Yesterday my travel day was crazy! Shuttle driver to airport arrived 30 minutes late; air departure was a few hours delayed due to need of a part; 6 plus hour flight to Lima was followed by a 45 minute ride to hotel and then it was 1:00am today! But I did meet the other 5 travelers for the pre-trip extension and that was great!
I slept in, ate breakfast and took a morning walk in Lima, Peru's capitol city. There are 32 million people in this country. Of that number, 1.4 million are Italians, 1.3 million Chinese, and 100,000 Japanese. Peru has had a democracy for 16 years now. Lima looks like any other large city in the world with its housing in varying stages of development and types of architecture, drivers of cars beeping horns and not usually stopping at stoop signs, bike paths through areas of this modern section of the city, along with American establishments: Papa Johns, McDonalds, Starbucks, KFC, Chile's, and Popeye's! With 10 million people living in Lima, I think our guide a Jose mentioned there are about 100 Starbucks and 50 McDonalds in the city. I have plans to drink Peruvian coffee, but this morning's coffee was not strong enough for me (it was probably hotel pleasing tourist strength)
I took my first malaria pill this morning since we will soon be in the Amazon. It is taken with food so I have chosen breakfast as the time to take it. I checked the weather for Lima and it was to be 67 degrees. Our guide, Jose, said today has been their coldest day this winter. I also checked the village we are near in the Amazon tomorrow and it looks like warmer temperatures, but rain everyday we will be there. So while I tried to get used to this gloomy Lima sky today (I was told it never rains in Lima), there will be a variety of temperatures to deal with on this trip.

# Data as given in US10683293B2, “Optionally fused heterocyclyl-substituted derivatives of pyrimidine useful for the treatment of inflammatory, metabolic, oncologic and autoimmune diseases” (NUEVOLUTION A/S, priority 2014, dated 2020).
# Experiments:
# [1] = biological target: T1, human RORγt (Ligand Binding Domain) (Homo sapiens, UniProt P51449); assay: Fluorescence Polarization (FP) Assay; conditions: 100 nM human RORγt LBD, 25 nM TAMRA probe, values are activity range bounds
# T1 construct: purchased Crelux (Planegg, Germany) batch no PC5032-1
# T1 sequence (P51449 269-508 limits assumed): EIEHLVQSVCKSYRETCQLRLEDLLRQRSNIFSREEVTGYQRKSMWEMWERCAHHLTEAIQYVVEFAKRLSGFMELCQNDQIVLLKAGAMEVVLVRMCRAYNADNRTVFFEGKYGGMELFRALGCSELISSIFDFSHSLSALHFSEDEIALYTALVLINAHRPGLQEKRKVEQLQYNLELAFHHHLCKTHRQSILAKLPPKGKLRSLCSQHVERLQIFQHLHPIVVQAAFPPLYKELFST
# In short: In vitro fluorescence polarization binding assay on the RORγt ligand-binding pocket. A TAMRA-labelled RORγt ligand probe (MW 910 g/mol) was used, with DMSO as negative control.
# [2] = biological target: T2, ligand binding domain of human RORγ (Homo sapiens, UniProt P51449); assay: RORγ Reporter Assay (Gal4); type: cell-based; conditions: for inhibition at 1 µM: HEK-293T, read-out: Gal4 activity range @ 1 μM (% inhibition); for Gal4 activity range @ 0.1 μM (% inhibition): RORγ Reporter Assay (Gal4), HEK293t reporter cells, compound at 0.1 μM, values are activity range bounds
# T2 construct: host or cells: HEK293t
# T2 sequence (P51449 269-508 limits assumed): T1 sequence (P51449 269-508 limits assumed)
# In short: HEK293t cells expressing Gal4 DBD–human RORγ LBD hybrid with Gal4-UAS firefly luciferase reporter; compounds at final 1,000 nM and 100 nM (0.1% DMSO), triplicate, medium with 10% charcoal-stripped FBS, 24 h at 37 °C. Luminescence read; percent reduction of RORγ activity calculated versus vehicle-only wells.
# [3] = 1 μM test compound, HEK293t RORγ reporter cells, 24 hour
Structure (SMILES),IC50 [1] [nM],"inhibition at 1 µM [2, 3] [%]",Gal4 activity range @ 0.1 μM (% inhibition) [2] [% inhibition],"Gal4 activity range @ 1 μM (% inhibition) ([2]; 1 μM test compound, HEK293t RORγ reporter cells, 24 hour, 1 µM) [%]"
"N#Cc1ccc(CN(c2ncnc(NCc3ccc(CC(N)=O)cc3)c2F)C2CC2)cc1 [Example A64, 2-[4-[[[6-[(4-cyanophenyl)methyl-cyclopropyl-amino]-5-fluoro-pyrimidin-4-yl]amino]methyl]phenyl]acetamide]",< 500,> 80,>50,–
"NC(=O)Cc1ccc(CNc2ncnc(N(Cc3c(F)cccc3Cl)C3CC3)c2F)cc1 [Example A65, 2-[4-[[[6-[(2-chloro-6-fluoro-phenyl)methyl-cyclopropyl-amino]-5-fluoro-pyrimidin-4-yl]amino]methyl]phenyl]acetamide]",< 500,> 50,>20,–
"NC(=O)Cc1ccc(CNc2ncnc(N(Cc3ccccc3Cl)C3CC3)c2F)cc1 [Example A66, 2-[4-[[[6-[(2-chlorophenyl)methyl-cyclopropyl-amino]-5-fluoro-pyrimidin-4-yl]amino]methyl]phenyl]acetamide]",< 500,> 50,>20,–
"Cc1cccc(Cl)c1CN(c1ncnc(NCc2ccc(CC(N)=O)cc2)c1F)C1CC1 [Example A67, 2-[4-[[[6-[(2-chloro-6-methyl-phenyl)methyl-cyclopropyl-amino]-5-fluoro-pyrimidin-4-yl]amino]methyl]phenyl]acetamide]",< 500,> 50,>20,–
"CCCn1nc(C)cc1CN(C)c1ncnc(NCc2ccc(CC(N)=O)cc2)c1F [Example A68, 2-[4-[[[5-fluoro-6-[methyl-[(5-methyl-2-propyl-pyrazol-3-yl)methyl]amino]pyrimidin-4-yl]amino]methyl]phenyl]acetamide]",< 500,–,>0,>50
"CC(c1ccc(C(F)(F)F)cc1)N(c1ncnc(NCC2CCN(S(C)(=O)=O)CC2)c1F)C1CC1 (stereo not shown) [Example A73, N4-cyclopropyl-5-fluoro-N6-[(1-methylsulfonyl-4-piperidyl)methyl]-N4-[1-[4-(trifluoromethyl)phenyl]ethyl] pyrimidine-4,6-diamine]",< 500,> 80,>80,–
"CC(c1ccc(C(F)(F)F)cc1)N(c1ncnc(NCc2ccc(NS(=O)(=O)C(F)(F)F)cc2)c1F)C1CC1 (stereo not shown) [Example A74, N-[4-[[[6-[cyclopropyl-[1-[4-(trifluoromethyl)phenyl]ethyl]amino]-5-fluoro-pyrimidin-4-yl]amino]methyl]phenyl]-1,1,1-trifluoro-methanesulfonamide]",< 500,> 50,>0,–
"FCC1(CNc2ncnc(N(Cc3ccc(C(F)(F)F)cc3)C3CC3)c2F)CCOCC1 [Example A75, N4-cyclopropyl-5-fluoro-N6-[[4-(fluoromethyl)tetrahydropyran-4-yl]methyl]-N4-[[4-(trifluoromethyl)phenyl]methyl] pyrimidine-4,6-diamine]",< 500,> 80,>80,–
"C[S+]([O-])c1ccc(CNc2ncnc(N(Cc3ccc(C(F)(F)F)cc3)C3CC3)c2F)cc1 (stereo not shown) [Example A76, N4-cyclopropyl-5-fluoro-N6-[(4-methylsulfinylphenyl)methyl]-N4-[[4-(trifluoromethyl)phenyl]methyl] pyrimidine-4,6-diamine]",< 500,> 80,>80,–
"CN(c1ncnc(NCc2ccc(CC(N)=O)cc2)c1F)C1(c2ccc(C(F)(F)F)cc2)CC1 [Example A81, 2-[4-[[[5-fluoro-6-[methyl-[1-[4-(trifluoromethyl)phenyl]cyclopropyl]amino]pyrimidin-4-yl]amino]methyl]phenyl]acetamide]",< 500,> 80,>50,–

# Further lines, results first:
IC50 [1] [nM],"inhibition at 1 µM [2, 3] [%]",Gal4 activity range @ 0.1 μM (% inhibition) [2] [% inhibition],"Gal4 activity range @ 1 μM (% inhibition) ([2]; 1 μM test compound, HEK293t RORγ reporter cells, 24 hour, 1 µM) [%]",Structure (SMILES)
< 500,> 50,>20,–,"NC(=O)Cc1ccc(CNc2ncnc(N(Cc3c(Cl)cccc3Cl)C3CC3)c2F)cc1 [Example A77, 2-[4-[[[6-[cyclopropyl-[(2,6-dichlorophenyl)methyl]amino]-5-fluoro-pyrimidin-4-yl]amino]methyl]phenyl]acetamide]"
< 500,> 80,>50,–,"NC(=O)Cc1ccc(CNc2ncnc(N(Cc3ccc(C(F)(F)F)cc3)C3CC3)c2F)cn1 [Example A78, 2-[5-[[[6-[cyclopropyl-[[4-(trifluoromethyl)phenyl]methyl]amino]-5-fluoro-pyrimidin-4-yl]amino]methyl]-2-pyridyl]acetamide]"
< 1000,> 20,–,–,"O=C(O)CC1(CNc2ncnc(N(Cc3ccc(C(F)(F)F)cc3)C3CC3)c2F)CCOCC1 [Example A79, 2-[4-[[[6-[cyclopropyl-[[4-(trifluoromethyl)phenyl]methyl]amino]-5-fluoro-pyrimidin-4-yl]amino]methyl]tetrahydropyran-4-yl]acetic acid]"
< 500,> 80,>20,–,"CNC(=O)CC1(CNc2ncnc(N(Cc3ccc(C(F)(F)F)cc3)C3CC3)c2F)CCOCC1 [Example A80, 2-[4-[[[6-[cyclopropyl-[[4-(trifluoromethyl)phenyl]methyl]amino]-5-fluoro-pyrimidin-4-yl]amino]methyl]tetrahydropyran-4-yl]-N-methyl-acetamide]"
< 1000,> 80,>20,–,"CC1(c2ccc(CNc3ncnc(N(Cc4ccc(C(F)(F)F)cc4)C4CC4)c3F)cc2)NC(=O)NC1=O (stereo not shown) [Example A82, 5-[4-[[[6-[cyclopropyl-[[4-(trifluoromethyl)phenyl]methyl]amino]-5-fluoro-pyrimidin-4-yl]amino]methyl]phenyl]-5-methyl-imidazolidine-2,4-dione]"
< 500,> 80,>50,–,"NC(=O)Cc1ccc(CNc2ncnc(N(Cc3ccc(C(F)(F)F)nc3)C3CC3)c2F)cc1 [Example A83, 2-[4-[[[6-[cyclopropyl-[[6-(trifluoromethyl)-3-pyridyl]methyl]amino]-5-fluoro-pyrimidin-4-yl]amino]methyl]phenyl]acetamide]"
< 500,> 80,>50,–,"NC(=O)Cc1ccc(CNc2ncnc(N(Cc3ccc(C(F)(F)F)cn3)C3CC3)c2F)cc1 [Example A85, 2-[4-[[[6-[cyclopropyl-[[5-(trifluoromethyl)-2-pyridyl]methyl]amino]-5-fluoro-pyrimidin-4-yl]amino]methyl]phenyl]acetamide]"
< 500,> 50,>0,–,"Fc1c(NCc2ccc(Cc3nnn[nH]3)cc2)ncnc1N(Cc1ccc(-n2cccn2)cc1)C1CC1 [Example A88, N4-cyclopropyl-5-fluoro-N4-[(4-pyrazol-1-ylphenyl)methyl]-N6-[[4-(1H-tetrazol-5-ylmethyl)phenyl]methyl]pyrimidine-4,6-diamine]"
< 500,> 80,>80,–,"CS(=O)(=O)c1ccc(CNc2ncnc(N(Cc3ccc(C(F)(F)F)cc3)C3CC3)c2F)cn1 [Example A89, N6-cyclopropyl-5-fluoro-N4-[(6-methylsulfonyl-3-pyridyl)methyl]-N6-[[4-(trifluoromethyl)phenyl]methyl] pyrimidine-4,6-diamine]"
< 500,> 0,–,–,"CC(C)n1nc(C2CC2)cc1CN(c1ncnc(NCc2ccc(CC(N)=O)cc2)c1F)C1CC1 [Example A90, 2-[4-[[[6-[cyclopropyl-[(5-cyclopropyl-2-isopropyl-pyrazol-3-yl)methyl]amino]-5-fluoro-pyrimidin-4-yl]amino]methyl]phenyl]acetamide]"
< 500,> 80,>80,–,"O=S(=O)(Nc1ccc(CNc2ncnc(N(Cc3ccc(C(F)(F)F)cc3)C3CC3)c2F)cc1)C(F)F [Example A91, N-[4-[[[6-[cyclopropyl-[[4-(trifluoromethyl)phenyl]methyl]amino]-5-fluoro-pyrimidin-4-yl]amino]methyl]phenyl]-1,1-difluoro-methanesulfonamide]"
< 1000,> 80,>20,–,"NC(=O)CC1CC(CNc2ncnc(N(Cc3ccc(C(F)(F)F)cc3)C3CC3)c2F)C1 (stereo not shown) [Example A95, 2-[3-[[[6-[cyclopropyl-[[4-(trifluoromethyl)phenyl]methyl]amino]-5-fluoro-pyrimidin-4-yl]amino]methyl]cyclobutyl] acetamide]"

We walked through the Miraflores District, had lunch at a local restaurant, and our guide explained the various foods and history as we asked him many questions. I had heard of ceviche, but not of tiradito…so another raw fish with lime to try. Jose bought a green round fruit, chirimoya, and we had a slice of it before our lunch. White mango-like inside texture with a sort of plain taste…some thought vanilla….I would be hard-pressed to eat much of it. Jose pointed out a "survivor house" every so often. These are residences that still exist as huge tall buildings are built around these lone houses. Owners refuse to sell despite the fact that their property may be worth a couple million dollars.
We walked by a memorial monument commemorating tragedy in 1992 where a car bomb went off and killed a number of Peruvians. I cannot recall the opposing force. In the Central Park area, you see many flowers, shops, bike paths, people sitting around eating various food, car traffic, churches and buildings. Also walked to the Grand Pyramid which is flat-topped and made with individual bricks. I do not know enough about this, but it is huge and was built 1,000 years before the Incas were here!
It was a good day today and now to pack a bag for the Amazon. I can leave other things here at the hotel since we return here is 4-5 days and meet other travelers joining us for the main trip. Reminder: Amazon does not have electricity as often as the city so I will write and sent the post out when I can.